Andrew Cuomo

Does it matter if voters don’t want New Yorkers to run in 2020?

A new poll shows New York voters are against Gov. Andrew Cuomo, U.S. Sen. Kirsten Gillibrand and New York City Mayor Bill de Blasio running for president. But that didn't stop Donald Trump.

In a Quinnipiac University poll released on Valentine’s Day, New Yorkers weren’t showing much love for the potential presidential ambitions of Gov. Andrew Cuomo, U.S. Sen. Kirsten Gillibrand and New York City Mayor Bill de Blasio. While a plurality of New Yorkers approve of these elected officials, most voters in the state do not want to see any of the three running for president.

But the good news – or at least, less bad news – for the ambitious politicians is that prospective presidential candidates often face such resistance from their home-state constituents.

In the new Quinnipiac poll, Cuomo has a job approval rating of 47 percent, with 37 percent disapproving of his job performance, but 63 percent of New York voters do not want Cuomo to run for president in 2020.

Gillibrand has a job approval rating of 52 percent, with 27 percent disapproving, but 58 percent of voters are opposed to the senator launching a presidential campaign.

Statewide, de Blasio’s potential presidential bid is the least popular, with 78 percent saying that he should not run in 2020. The mayor’s approval rating is 42 percent across the state, with 42 percent disapproving of his job performance.

But Gillibrand, Cuomo and de Blasio aren't unique. For example, a May 2017 Quinnipiac University poll found that the job approval rating for U.S. Sen. Cory Booker of New Jersey, considered to be a 2020 presidential contender, was 57 percent in his state, with 33 percent disapproving, but 54 percent of voters still did not want him to run for president.

Similarly, a UC Berkeley Institute of Governmental Studies Poll released in September of 2017 found that U.S. Sen. Kamala Harris of California, a charismatic progressive who has elevated her national profile during her first Senate term, had an approval rating of 52 percent among California voters, with 29 percent disapproving. However, 49 percent believed that she should remain in the Senate instead of running for president in 2020.

Past presidential aspirants have faced a similar conundrum. In an October 2011 Quinnipiac poll, New Jersey Gov. Chris Christie had a 58 percent approval rating. However, when asked if voters agreed with Christie’s decision not to run for president in 2012, 84 percent of New Jersey voters said they approved of his choice. In another Quinnipiac poll in December of 2014, there were more Garden State voters opposed to a Christie presidential bid (50 percent) than those who had an unfavorable view of his performance (47 percent).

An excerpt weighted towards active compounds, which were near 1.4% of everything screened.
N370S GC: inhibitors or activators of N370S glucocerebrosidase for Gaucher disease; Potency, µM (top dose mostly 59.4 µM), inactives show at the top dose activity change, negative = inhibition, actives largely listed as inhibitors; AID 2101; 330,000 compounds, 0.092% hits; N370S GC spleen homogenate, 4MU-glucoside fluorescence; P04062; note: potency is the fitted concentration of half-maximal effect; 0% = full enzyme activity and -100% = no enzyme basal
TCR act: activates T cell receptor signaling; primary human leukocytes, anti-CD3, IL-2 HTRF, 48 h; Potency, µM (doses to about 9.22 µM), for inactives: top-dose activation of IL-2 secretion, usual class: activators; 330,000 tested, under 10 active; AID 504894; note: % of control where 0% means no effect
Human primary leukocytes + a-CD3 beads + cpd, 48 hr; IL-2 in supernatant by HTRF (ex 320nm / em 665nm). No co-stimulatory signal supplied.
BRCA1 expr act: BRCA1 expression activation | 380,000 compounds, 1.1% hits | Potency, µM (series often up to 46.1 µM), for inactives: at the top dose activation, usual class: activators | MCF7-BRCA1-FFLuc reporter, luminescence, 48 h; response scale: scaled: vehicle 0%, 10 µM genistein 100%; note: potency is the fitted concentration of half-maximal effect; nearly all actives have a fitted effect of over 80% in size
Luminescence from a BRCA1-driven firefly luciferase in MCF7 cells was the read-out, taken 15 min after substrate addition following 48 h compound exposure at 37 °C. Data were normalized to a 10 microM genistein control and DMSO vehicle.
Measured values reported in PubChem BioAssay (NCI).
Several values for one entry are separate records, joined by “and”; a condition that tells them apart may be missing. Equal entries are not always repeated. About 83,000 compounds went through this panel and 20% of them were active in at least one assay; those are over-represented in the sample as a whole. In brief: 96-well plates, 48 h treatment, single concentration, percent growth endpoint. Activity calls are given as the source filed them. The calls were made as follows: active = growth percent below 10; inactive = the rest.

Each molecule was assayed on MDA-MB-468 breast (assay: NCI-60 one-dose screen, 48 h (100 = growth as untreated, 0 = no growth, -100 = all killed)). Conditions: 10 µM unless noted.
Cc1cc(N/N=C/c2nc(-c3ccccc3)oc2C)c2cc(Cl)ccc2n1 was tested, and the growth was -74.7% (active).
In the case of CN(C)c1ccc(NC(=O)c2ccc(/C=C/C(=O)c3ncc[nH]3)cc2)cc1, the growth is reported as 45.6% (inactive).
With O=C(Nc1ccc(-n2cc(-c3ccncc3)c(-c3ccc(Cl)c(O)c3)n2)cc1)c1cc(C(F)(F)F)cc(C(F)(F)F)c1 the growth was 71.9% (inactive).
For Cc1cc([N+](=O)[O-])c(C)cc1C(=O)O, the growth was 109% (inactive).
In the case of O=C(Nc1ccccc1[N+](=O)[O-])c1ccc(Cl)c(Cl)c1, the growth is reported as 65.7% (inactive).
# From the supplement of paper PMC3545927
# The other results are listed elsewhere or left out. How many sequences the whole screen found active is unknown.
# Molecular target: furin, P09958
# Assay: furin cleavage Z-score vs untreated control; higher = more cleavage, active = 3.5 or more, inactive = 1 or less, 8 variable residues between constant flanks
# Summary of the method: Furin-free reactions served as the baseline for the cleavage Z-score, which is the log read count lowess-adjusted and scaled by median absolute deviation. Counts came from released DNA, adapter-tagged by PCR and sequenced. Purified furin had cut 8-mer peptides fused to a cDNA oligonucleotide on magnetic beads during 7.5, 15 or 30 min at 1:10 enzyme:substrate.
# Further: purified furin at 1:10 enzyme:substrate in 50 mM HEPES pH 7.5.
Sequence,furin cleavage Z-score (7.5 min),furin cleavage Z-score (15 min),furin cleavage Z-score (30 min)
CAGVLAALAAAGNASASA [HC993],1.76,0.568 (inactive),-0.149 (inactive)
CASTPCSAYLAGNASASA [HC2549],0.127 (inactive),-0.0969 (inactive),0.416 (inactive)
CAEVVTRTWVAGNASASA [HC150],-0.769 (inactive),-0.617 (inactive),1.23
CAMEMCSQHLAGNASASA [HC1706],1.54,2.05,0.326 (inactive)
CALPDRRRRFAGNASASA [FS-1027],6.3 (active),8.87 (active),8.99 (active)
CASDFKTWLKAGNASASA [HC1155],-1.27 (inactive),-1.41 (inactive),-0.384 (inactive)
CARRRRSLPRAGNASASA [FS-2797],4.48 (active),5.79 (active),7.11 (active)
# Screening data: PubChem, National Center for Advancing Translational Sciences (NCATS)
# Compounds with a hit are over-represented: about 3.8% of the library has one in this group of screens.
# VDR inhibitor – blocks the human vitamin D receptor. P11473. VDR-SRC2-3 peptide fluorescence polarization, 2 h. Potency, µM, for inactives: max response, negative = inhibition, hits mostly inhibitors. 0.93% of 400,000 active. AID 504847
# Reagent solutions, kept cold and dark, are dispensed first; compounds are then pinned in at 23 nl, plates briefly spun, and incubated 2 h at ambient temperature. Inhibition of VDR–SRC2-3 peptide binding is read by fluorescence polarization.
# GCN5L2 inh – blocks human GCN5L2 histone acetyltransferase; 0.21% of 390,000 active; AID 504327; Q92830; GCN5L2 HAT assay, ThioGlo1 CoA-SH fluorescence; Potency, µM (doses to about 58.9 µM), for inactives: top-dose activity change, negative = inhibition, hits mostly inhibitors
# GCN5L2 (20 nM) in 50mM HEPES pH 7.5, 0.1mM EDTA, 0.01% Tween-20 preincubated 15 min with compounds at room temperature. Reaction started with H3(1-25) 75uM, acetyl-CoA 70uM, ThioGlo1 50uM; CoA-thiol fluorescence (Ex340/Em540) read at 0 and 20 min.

Christie was also a Republican in a blue state, but even a popular Democratic lawmaker such as then-Sen. Hillary Clinton didn't initially garner strong support for a potential presidential bid in her home state of New York.

A Quinnipiac poll published in May of 2005 found that Clinton, who at the time was gearing up for her reelection campaign as senator, had a job approval rating of 65 percent among New York voters, but 51 percent of voters said that they did not want her to run for president. Clinton did not ultimately become the Democratic nominee in 2008, although she won the New York presidential primary that year. She did go on to win the Democratic nomination and her state in 2016.

Early home state ambivalence doesn’t necessarily hurt a presidential candidate – just ask President Donald Trump. When it appeared as if the businessman might run for governor against Cuomo in 2014, Quinnipiac released a poll which found that only 27 percent of New Yorkers, and 46 percent of New York Republicans, had a favorable opinion of Trump. In a hypothetical matchup against Cuomo, Trump would have been defeated, with only 26 percent of New Yorkers saying they would vote for him, according to the poll.

In a March 2016 poll, before the New York primaries, Trump’s favorability rating was slightly higher, with 30 percent of New Yorkers and 68 percent of Republicans having a favorable opinion of him. In this poll, a third of New Yorkers said they would vote for him in a race against Clinton. In the 2016 election, Trump lost New York, and he lost the national popular vote as well.

Even though New York voters don’t seem to want elected officials to seek the White House, they do like their incumbents in their current posts, perhaps reflecting a desire to keep popular representatives serving closer to home. De Blasio won reelection by a wide margin in November. In Wednesday’s poll, 50 percent of voters said they would be inclined to vote for Cuomo for reelection as governor, and 55 percent would reelect Gillibrand.

Siena College pollster Steve Greenberg said it may just be too early to tell what will happen in 2020, or which candidate will be preferred.

“We are three years away from a presidential election,” he said about polling on the 2020 race. “Voters are really going to be seeing as we get closer to the election what the field looks like, and then they may or may not feel differently.”

NEXT STORY: NYN Media Buzz: Feb. 14, 2018